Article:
A collapse had concealed its shape and safeguarded its secrets, but after restoration and consolidation works, the Nuraghe Appui finally revealed its - at least in its current state - uniqueness: the courtyard, or rather the space between the central tower (or keep) and bastion, is covered. The only small opening is in the upper reaches, intended to let light filter in and, probably, allow the smoke to exit when the hearths were lit. But who knows whether this fortress harbours further surprises, given that many of its rooms still remain to be studied.
The nuraghe sits in the countryside outside of Villanova Monteleone, facing the sea at the feet of mount Cuccu, at the very top of a plateau known as Chentu Mannas that looks out over the coastline between the protected areas of Capo Marargiu and Capo Caccia. The building is quadrilobed, with rectilinear walls connected to corner towers with carefully crafted ashlars in the shape of an ‘L.’ The main door will lead you to a covered courtyard, from which several openings lead to the keep and side towers. The central tower is 15 metres high, and you can see the tholos roofs of two superimposed chambers. In addition to the Appiu, the complex includes a village of some 200 huts, another nuraghe (with but a single tower), a Giants' tomb, two small dolmens and, not far away, a megalithic enclosure with a megaron temple. The huts studied so far are set in a pattern of groups around a central courtyard. The rooms must have served a variety of purposes as they appear divided into several internal areas separated by slabs and with niches, while the hearths were located at the sides. Even the materials found during the excavations bear witness to the various activities carried out and the vitality of the settlement: millstones, sharpening stones, mortars, flint and obsidian flakes, bronze sickles, askoid vases, pans, spindles and loom weights. Their conformation leads us to date the settlement to the beginning of the Iron Age, between the 10th and 9th centuries BCE. In addition to being homes, the huts probably also served as warehouses and artisanal workshops.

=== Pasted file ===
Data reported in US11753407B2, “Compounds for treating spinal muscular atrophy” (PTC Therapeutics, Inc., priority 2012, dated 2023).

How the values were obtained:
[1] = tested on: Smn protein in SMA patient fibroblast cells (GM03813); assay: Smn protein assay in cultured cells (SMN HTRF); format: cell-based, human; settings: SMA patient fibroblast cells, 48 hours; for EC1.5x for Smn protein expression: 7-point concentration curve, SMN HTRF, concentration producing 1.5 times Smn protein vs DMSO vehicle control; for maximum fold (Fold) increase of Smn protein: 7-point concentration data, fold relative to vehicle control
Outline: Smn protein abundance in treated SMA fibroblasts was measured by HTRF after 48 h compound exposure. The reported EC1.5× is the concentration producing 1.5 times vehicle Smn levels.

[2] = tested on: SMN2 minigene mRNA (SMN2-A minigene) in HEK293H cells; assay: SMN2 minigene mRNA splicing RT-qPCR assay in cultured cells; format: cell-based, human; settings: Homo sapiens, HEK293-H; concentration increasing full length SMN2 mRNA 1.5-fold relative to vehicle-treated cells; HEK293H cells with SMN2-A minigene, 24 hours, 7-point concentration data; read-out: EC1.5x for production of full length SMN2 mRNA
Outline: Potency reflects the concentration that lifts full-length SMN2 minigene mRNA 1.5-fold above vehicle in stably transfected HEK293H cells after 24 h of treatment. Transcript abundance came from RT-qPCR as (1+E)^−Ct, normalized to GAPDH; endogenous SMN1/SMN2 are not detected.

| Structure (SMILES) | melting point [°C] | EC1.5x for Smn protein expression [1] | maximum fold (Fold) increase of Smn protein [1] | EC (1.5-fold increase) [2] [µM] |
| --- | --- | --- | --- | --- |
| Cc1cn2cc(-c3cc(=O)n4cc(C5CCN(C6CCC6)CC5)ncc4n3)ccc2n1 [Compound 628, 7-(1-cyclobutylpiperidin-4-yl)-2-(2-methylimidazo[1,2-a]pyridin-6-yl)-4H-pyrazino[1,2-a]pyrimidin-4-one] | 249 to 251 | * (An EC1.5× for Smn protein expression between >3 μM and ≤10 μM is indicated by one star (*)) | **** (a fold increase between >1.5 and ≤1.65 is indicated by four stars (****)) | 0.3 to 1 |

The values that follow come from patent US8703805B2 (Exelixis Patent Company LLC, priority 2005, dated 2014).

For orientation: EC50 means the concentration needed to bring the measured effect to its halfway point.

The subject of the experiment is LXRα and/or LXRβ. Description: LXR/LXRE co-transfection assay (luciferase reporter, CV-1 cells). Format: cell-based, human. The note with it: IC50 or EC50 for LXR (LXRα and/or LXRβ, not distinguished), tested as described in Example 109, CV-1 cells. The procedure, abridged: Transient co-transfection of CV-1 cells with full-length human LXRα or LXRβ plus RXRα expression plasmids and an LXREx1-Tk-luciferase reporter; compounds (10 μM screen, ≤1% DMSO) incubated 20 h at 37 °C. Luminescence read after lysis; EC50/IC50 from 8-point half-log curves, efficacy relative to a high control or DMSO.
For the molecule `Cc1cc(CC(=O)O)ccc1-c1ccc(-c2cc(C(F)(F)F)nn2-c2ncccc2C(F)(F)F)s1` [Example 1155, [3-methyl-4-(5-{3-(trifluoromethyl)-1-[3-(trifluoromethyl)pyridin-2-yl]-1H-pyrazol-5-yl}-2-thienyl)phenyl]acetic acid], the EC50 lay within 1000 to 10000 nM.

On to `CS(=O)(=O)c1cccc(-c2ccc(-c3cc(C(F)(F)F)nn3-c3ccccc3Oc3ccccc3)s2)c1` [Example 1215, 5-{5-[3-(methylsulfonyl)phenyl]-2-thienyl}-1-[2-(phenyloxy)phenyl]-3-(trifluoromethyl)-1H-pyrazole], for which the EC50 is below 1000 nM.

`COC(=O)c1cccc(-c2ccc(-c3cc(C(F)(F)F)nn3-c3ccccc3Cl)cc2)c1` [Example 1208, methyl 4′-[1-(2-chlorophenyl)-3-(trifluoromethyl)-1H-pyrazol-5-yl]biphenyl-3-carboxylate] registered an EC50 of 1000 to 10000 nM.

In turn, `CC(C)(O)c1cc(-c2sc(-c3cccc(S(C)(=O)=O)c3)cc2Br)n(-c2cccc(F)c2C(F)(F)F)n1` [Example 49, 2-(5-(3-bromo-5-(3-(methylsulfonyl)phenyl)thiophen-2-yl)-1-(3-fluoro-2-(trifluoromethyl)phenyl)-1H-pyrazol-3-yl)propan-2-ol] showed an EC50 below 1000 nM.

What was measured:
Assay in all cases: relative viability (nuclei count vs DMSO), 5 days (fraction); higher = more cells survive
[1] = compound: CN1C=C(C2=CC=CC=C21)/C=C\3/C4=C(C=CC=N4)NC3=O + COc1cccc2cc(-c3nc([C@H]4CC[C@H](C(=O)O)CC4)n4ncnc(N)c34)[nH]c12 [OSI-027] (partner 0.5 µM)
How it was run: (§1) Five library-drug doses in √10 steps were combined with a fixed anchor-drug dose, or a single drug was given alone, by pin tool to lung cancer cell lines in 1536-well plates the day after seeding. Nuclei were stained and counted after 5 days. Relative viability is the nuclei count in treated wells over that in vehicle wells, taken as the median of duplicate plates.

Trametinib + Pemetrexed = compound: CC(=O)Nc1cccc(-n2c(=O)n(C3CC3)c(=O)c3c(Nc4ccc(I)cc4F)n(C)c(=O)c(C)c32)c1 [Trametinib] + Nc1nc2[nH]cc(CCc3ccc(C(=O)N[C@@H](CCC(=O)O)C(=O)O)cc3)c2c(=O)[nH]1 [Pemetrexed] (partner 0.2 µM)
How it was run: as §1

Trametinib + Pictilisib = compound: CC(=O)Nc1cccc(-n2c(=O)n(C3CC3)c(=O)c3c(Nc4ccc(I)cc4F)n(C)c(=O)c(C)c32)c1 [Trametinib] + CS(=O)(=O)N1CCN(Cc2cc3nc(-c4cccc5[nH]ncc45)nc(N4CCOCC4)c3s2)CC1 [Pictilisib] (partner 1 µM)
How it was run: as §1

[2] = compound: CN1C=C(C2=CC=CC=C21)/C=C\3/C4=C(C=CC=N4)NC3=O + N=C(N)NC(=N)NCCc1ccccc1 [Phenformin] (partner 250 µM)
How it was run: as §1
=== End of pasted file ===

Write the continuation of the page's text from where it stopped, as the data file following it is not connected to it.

The nuraghe with the single tower is called Punta 'e su Crabile and has only one chamber with a residual height of 3.5 metres. Opposite it are the two dolmens. Between the two nuraghes, inside a cork oak wood, is a Giants’ tomb where you will see a rectangular apsidal tomb body and one of the arms of the semicircular exedra. The archaeological park is immersed in the greenery of oaks and holm oaks, surrounded by mountains overlooking the sea at the edge of the cliff. You can continue the archaeological tour in the Villanova Monteleone area and, going even further back in time, at the necropolis of Puttu Codinu, where you will find nine underground tombs whose walls are graced with carved sacred symbols and archaic decorations.